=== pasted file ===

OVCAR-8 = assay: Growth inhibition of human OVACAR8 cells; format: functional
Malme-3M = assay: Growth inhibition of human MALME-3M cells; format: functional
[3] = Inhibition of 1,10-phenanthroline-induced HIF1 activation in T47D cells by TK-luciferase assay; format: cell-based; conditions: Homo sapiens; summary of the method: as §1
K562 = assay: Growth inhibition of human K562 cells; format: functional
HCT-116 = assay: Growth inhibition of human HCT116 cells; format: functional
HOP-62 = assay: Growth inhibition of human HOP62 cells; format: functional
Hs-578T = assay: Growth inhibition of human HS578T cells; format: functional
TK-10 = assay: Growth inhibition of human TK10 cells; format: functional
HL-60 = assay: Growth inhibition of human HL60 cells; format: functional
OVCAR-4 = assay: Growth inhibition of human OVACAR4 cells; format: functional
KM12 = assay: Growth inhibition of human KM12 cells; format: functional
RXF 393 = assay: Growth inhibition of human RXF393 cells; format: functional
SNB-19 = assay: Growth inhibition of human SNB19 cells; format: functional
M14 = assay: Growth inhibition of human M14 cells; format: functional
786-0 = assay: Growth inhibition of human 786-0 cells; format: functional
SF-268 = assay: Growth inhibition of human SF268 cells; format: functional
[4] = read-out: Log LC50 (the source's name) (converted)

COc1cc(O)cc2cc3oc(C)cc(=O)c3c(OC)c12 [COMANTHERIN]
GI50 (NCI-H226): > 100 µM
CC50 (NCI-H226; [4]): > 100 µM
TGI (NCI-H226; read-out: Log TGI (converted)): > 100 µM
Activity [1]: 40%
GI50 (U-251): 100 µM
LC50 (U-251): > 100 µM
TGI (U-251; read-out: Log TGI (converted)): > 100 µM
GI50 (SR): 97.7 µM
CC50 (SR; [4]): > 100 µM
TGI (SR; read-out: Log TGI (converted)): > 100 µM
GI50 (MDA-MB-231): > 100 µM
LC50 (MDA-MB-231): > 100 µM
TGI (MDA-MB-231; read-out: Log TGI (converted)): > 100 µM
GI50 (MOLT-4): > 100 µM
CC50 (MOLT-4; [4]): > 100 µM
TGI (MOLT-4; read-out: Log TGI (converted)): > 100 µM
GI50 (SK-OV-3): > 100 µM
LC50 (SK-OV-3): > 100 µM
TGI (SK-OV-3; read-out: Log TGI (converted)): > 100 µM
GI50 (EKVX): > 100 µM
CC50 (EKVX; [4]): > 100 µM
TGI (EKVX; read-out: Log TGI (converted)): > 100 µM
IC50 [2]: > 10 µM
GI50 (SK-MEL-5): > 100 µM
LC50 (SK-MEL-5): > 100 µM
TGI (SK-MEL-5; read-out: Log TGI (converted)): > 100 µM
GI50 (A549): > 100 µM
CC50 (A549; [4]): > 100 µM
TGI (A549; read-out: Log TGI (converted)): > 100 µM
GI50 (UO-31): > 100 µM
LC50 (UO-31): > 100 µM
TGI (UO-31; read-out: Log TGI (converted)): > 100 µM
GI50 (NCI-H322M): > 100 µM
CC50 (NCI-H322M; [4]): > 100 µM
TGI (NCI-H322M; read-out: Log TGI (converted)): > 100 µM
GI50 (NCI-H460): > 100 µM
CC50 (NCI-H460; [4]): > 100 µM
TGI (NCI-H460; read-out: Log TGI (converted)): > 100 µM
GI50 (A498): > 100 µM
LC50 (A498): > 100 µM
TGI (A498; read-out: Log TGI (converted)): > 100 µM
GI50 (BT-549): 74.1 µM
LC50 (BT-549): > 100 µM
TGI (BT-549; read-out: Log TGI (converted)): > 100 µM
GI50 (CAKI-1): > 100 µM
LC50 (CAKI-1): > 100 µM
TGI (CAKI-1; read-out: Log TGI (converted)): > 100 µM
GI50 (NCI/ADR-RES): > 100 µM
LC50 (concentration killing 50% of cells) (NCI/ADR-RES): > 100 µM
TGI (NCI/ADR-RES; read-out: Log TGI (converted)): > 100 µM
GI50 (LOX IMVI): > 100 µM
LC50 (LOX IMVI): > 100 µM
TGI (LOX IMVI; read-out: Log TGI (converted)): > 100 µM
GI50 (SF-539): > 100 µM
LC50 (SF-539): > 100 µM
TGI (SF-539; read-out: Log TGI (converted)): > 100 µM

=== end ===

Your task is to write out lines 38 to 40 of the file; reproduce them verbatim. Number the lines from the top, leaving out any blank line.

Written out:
GI50 (EKVX): > 100 µM
CC50 (EKVX; [4]): > 100 µM
TGI (EKVX; read-out: Log TGI (converted)): > 100 µM